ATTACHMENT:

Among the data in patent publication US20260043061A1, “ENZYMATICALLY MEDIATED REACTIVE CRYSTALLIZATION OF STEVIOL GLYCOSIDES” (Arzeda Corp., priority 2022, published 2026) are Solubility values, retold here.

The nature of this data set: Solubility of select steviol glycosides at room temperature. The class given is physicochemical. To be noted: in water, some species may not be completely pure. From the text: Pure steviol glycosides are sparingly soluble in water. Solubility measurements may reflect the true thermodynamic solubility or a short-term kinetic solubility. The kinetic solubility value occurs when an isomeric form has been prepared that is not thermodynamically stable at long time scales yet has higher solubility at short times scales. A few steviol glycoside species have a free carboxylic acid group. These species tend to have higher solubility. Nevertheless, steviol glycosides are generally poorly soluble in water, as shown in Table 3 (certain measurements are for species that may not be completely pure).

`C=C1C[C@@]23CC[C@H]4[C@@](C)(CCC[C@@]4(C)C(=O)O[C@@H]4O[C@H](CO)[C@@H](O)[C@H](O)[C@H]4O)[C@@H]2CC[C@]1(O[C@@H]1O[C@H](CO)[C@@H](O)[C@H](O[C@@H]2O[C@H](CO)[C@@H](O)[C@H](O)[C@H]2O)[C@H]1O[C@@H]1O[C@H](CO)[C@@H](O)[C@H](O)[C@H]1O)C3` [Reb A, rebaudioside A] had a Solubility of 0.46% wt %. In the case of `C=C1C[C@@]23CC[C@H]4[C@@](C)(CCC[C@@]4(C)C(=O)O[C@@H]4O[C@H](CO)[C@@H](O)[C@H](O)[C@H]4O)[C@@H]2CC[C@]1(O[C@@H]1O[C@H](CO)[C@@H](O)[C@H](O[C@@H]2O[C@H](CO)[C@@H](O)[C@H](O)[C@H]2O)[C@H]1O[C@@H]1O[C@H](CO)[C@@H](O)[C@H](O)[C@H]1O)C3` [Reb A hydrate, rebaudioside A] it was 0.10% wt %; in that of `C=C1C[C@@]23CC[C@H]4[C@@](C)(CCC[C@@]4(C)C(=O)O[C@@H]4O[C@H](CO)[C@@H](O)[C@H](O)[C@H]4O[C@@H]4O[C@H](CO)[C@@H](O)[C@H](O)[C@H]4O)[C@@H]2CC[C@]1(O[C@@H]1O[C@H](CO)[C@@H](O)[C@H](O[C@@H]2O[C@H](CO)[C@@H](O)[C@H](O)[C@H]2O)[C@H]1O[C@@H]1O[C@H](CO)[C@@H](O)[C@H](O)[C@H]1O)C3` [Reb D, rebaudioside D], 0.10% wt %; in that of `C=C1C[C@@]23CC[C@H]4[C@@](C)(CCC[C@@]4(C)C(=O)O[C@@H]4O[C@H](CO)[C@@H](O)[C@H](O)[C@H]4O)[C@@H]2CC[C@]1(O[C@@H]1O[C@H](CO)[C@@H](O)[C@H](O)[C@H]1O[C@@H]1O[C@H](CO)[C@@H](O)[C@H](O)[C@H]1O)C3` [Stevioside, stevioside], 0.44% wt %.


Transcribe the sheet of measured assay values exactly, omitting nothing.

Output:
Among the data in patent publication US20260043061A1, “ENZYMATICALLY MEDIATED REACTIVE CRYSTALLIZATION OF STEVIOL GLYCOSIDES” (Arzeda Corp., priority 2022, published 2026) are Solubility values, retold here.

The nature of this data set: Solubility of select steviol glycosides at room temperature. The class given is physicochemical. To be noted: in water, some species may not be completely pure. From the text: Pure steviol glycosides are sparingly soluble in water. Solubility measurements may reflect the true thermodynamic solubility or a short-term kinetic solubility. The kinetic solubility value occurs when an isomeric form has been prepared that is not thermodynamically stable at long time scales yet has higher solubility at short times scales. A few steviol glycoside species have a free carboxylic acid group. These species tend to have higher solubility. Nevertheless, steviol glycosides are generally poorly soluble in water, as shown in Table 3 (certain measurements are for species that may not be completely pure).

`C=C1C[C@@]23CC[C@H]4[C@@](C)(CCC[C@@]4(C)C(=O)O[C@@H]4O[C@H](CO)[C@@H](O)[C@H](O)[C@H]4O)[C@@H]2CC[C@]1(O[C@@H]1O[C@H](CO)[C@@H](O)[C@H](O[C@@H]2O[C@H](CO)[C@@H](O)[C@H](O)[C@H]2O)[C@H]1O[C@@H]1O[C@H](CO)[C@@H](O)[C@H](O)[C@H]1O)C3` [Reb A, rebaudioside A] had a Solubility of 0.46% wt %. In the case of `C=C1C[C@@]23CC[C@H]4[C@@](C)(CCC[C@@]4(C)C(=O)O[C@@H]4O[C@H](CO)[C@@H](O)[C@H](O)[C@H]4O)[C@@H]2CC[C@]1(O[C@@H]1O[C@H](CO)[C@@H](O)[C@H](O[C@@H]2O[C@H](CO)[C@@H](O)[C@H](O)[C@H]2O)[C@H]1O[C@@H]1O[C@H](CO)[C@@H](O)[C@H](O)[C@H]1O)C3` [Reb A hydrate, rebaudioside A] it was 0.10% wt %; in that of `C=C1C[C@@]23CC[C@H]4[C@@](C)(CCC[C@@]4(C)C(=O)O[C@@H]4O[C@H](CO)[C@@H](O)[C@H](O)[C@H]4O[C@@H]4O[C@H](CO)[C@@H](O)[C@H](O)[C@H]4O)[C@@H]2CC[C@]1(O[C@@H]1O[C@H](CO)[C@@H](O)[C@H](O[C@@H]2O[C@H](CO)[C@@H](O)[C@H](O)[C@H]2O)[C@H]1O[C@@H]1O[C@H](CO)[C@@H](O)[C@H](O)[C@H]1O)C3` [Reb D, rebaudioside D], 0.10% wt %; in that of `C=C1C[C@@]23CC[C@H]4[C@@](C)(CCC[C@@]4(C)C(=O)O[C@@H]4O[C@H](CO)[C@@H](O)[C@H](O)[C@H]4O)[C@@H]2CC[C@]1(O[C@@H]1O[C@H](CO)[C@@H](O)[C@H](O)[C@H]1O[C@@H]1O[C@H](CO)[C@@H](O)[C@H](O)[C@H]1O)C3` [Stevioside, stevioside], 0.44% wt %.